Or consider a FIDE title norm**, rather than a tournament title (with attendant prize money). The FIDE handbook says: "1.41a The player must play at least 9 games." But it is a pretty common practice that if someone has played well enough for 8 rounds, such that a half point in the ninth game would suffice for a norm, their opponent will offer a draw. The legalistic defense of such a practice would be to say, the rules of the game allow for the two players to make a draw by agreement at any point, therefore, this is indeed a game and the player has played 9 games. However, would you really consider 1.e4 e5 2.Nf3 Nf6 3.Ne5 d6 4.Nf3 Ne4 5.Qe2 Qe7 6.d3 draw agreed a game? I believe that in spirit, this is definitely not a game, and if you agree with me, then you'd agree that someone who has "played" that as one of their 9 games, has in fact only played 8 games. This practice is accepted because we have become accustomed to it, and because as far as international titles are concerned, there are much greater frauds to worry about. However, I believe chess players should be reminded that most people would still consider this practice to be fraud.

The last problem with unfought draws is their negative effect upon chess as a spectator sport. Such a draw is nothing to watch for spectators. Depending on the type of competition, short draws may often leave the organizers of the event with nothing to show the fans on a given day. This is at its worst in a match, like the recent Leko - Ivanchuk rapid match. When there is a 15 move draw, there is nothing at all to watch. Anyone who came to spectate or report live will wonder why they got out of bed at all. In a small round robin, where there are between three and seven games in a day, a couple short draws can really dullen things significantly. Finally in a large swiss, the games, which have the drama potential to get people more excited, are those on the top boards, and those are the ones most likely to be quickly drawn by players afraid of losing large sums of money if they lose. There is unfortunately a downward spiral here which is hard to get out of. So long as the prizes that professional players are fighting for are insufficient to give them a comfortable life, they will have to hedge themselves by making such quick draws. But so long as games are not fought out to a final position intelligible to a club-level player, we will constantly lose sponsors, who are disappointed by what appears to be a lack of effort on the part of the players. This means that players will continue to have to scrap for small prize funds. On any given day, for a professional player to ignore the financial imperative of securing a prize, and play with their heart, so that in five years the game might have better sponsorship, is either a luxury or a fantasy. It also happens to be one of the principal things they could do to improve their situation in the long-run.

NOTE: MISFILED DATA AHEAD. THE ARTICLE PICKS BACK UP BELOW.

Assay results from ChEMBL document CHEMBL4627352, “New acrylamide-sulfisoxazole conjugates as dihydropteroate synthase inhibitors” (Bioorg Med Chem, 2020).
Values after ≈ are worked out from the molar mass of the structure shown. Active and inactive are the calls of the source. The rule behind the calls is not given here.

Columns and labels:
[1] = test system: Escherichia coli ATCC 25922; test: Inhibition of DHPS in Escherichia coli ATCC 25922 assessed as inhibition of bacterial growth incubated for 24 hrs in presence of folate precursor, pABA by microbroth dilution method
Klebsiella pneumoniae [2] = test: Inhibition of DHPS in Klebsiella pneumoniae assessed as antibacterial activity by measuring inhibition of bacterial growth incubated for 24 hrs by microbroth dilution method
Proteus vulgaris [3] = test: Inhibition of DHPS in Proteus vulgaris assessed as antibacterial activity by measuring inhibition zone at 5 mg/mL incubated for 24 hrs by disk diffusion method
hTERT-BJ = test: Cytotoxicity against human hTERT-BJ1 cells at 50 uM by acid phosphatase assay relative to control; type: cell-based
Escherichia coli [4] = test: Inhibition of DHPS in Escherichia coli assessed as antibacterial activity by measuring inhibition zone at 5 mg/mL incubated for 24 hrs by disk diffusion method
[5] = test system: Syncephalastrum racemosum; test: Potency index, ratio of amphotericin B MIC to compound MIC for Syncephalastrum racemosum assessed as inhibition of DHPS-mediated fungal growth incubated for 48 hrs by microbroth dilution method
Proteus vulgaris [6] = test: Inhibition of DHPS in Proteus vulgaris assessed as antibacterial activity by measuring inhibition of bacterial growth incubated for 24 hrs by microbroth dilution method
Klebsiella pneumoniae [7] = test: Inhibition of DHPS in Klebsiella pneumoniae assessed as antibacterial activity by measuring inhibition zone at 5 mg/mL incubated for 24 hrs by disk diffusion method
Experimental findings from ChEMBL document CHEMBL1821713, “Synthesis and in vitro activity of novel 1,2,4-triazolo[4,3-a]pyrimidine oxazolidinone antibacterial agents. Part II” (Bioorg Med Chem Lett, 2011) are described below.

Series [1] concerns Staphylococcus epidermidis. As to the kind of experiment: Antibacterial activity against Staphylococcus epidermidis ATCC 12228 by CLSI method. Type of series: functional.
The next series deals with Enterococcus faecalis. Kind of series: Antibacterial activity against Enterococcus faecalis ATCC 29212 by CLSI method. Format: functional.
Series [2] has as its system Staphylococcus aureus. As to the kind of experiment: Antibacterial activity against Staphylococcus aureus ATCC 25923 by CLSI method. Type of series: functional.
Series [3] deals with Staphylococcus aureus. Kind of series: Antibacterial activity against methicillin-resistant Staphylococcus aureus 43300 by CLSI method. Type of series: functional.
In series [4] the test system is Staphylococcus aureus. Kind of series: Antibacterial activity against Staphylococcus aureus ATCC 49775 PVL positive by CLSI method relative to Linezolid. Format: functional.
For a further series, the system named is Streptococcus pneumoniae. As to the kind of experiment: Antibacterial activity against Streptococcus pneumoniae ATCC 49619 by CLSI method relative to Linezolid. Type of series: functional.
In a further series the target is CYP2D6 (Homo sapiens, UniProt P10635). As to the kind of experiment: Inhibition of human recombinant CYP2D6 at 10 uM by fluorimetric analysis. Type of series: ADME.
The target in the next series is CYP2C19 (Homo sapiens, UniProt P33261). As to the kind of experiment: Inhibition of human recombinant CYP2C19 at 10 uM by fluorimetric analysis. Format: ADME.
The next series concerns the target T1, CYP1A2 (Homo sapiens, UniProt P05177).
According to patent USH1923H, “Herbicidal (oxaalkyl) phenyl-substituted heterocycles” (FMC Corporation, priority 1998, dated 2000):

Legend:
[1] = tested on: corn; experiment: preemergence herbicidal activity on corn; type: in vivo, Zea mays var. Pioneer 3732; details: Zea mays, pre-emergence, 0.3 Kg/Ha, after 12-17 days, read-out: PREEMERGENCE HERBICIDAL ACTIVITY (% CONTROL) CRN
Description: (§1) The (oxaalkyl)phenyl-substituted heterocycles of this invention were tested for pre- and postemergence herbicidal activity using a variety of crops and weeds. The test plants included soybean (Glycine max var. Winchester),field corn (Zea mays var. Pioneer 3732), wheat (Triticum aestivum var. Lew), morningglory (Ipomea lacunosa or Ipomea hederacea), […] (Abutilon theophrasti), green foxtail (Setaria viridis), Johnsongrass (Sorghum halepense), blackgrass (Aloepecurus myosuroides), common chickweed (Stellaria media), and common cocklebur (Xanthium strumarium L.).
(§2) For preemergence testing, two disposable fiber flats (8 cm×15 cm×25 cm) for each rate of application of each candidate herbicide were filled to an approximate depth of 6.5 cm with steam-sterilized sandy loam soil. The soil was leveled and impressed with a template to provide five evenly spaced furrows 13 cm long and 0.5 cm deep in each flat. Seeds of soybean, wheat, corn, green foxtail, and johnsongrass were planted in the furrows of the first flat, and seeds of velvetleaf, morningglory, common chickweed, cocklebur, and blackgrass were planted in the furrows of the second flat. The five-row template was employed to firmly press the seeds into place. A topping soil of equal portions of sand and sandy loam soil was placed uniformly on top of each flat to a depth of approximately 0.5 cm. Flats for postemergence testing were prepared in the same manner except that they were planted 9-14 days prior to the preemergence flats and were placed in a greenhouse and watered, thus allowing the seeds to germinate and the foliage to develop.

I'm not providing any solutions to a "problem" here, nor seeking to insult those players who have made 1, 2, 10, or 100 short draws. I'm just giving some of my thoughts on an issue which professional chess faces.

* Note: this piece leaves out any discussion of a third important motivation for short draws: not wanting to play against a dear friend or a training/study partner.

** FIDE title norm: in order to receive a title from the international chess federation, a player usually must have 1) a certain qualifying rating, e.g. 2200, 2300, 2400. and 2) 3 norms -- results in 3 different tournaments meeting criteria for a) an outstanding performance b) competition against sufficient title-holders c) competition against players from sufficient different countries and d) various other format-related criteria.